Taking Our TEAM from Transactional to Collaborative

Working together as an integrated team, HSCPs (Health and Social Care Professionals) can achieve immediate meaningful change for patients by collaboratively influencing and shaping improvements in our services.

As the Senior Speech and Language Therapist in the Acute Stroke Team, I was acutely aware of the life changing impact early intervention from HSCPs has on patient outcomes. HSCP frustration due to the often lengthy process from admission to referral was the driver for my  team’s improvement project – which was progressed using the Rapid Improvement Event (RIE) methodology.   

Some background information

We set about turning around referral and assessment times in real-time, taking advantage of the supports offered through the Ireland East Hospital Group (IEHG) and Mullingar hospital management. The HSCP team provided unique insight into the inter-disciplinary interaction of a patient’s journey from admission to discharge, identifying value versus non-value steps throughout admission. We identified the causes of delays in the referral process to HSCP, which were leading to delays in assessing/treating our patients.  Inefficient/segregated non-prioritised referrals were the root cause.

What we did

A new HSCP integrated referral and screening tool was developed incorporating speech and language therapy, dietetics, physiotherapy and occupational therapy. When we implemented the tool, we continually sought staff feedback at 30, 60 and 90 day phase points allowing us to refine the pipeline further.

Bringing together a wide range of expertise enabled us to design a tool that reflected the specific  criteria that were important across disciplines. Coming together also facilitated communication about the new pathway across all wards and hospital teams.

The team I led in this project encountered various challenges along the way but their positive attitude and commitment of the team I led helped overcome challenges as we worked together to achieve a single referral system, shared prioritisation criteria and merged priority ratings and waiting times for patients.

The project was rolled out in two phases initially with a pilot site ward and subsequently to all wards across the acute hospital. To support the change in practice, we developed a communications package and an education programme.

In order to ensure that the project would be fully embedded in the hospital, we implemented a sustainability model assessment to identify the strengths and weaknesses of our plan increasing the likelihood for long-term adoption and sustainability.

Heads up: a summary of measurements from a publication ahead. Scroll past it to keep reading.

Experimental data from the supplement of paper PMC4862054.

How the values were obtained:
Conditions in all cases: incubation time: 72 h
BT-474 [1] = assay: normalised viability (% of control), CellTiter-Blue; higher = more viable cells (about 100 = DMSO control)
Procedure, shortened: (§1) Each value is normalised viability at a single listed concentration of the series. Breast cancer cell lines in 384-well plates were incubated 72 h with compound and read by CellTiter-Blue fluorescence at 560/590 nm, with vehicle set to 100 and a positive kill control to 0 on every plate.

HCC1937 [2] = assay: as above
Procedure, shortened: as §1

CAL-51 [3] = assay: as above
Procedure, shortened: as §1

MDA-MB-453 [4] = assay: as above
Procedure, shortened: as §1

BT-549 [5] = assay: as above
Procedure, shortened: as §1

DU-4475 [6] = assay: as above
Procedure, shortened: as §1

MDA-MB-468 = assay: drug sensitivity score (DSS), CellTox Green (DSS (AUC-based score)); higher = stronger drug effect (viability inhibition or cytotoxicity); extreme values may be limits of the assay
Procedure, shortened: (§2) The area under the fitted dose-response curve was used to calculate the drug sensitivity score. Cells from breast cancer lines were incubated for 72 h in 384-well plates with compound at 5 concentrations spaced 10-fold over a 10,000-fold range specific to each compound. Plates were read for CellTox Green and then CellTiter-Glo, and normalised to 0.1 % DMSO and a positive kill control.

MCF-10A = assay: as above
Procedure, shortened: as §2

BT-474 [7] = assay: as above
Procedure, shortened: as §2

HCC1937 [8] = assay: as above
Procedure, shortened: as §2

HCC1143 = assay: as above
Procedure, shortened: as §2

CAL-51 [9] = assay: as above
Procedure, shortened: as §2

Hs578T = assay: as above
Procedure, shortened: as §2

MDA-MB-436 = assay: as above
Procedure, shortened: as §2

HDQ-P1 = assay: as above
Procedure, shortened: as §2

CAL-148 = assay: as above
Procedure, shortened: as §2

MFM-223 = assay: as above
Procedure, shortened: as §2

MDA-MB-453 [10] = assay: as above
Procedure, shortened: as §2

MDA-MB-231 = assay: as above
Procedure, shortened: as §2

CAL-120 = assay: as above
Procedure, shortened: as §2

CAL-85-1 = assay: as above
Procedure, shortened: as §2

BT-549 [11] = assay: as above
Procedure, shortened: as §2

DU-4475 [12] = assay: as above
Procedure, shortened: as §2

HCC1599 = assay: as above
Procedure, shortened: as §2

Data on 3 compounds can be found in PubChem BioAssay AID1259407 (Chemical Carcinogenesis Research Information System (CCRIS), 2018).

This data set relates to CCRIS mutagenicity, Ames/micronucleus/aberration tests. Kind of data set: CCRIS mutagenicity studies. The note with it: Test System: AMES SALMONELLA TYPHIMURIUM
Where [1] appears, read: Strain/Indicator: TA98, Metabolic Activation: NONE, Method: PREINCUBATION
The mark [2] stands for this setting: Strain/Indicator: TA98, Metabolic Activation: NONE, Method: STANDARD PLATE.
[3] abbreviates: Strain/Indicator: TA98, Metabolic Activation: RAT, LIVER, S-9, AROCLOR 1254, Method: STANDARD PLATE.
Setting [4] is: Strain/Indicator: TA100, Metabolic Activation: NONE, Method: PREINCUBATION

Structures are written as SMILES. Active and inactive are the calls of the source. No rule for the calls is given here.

The project has brought multiple disciplines together in a patient centric approach. It was supported by the wider hospital workforce and management and significantly reduced waste and transformed care while maintaining and improving quality of practice. Patients were seen according to priority and patients received care in a timely fashion. This reduced the patient’s hospital stay and increased wellbeing.  

The specific measured outcomes at the 90 day stage of the project included

Delivering high quality patient care is always the goal for a high performing HSCP team. Our patients now receive a more responsive, tailored approach and most importantly, receive services at the time they most need it by delivering better outcomes through safer, faster, better care.

My reflections

This approach has been readily adopted by sites across the IEHG as a model of good practice which speaks volumes as healthcare systems do not adopt practices that do not provide true benefits to patient outcomes. Our project also won the award for Best Innovation and Collaboration at the IEHG Adopting Lean for Healthcare Transformation Summit, Farmleigh House, Phoenix Park Dublin 2017.

I take great pride in the real successes of this project, the improved patient care and the positive feedback from the medical teams.

I would like to thank my MDT colleagues Grainne Flanagan, Dietician Manager, Miriam Dolan Senior Physiotherapist, Paula Sheridan Occupational Therapist, Cathal McKeon Multi Task Attendant, Lorraine Daly Admin, Suzanne Waldron CNM2, Mairead Carey Occupational Therapy Manager and Dr. Senan Glynn, Consultant. I also want to thank Anne Horgan and Anne Marie McKeon from the IEHG Service Improvement Team and Kay Slevin and Shona Schneemann from Regional Hospital Mullingar Management.

This Blog was written by Caroline Colgan, Senior Speech and Language Therapist Acute Stroke Team, Regional Hospital Mullingar.

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